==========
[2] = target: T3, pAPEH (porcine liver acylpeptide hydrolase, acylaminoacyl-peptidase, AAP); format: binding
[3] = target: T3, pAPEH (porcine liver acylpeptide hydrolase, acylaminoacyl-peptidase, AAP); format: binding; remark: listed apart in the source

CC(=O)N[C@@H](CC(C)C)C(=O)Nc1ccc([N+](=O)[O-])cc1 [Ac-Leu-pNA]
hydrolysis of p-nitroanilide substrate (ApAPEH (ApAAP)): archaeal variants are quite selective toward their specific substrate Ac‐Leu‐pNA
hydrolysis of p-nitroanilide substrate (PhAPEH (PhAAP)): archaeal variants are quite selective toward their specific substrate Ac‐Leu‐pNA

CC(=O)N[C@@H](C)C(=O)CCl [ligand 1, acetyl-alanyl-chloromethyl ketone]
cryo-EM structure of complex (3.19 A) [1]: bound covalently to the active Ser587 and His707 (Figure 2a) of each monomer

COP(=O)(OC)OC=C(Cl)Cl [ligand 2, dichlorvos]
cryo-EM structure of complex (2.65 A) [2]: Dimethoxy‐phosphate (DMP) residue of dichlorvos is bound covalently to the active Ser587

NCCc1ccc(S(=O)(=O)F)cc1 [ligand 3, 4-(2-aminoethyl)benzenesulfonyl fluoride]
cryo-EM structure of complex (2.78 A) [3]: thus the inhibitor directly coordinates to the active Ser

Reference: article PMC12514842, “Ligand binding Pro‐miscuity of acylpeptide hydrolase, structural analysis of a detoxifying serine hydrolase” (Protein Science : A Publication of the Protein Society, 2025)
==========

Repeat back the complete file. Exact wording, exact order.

[2] = target: T3, pAPEH (porcine liver acylpeptide hydrolase, acylaminoacyl-peptidase, AAP); format: binding
[3] = target: T3, pAPEH (porcine liver acylpeptide hydrolase, acylaminoacyl-peptidase, AAP); format: binding; remark: listed apart in the source

CC(=O)N[C@@H](CC(C)C)C(=O)Nc1ccc([N+](=O)[O-])cc1 [Ac-Leu-pNA]
hydrolysis of p-nitroanilide substrate (ApAPEH (ApAAP)): archaeal variants are quite selective toward their specific substrate Ac‐Leu‐pNA
hydrolysis of p-nitroanilide substrate (PhAPEH (PhAAP)): archaeal variants are quite selective toward their specific substrate Ac‐Leu‐pNA

CC(=O)N[C@@H](C)C(=O)CCl [ligand 1, acetyl-alanyl-chloromethyl ketone]
cryo-EM structure of complex (3.19 A) [1]: bound covalently to the active Ser587 and His707 (Figure 2a) of each monomer

COP(=O)(OC)OC=C(Cl)Cl [ligand 2, dichlorvos]
cryo-EM structure of complex (2.65 A) [2]: Dimethoxy‐phosphate (DMP) residue of dichlorvos is bound covalently to the active Ser587

NCCc1ccc(S(=O)(=O)F)cc1 [ligand 3, 4-(2-aminoethyl)benzenesulfonyl fluoride]
cryo-EM structure of complex (2.78 A) [3]: thus the inhibitor directly coordinates to the active Ser

Reference: article PMC12514842, “Ligand binding Pro‐miscuity of acylpeptide hydrolase, structural analysis of a detoxifying serine hydrolase” (Protein Science : A Publication of the Protein Society, 2025)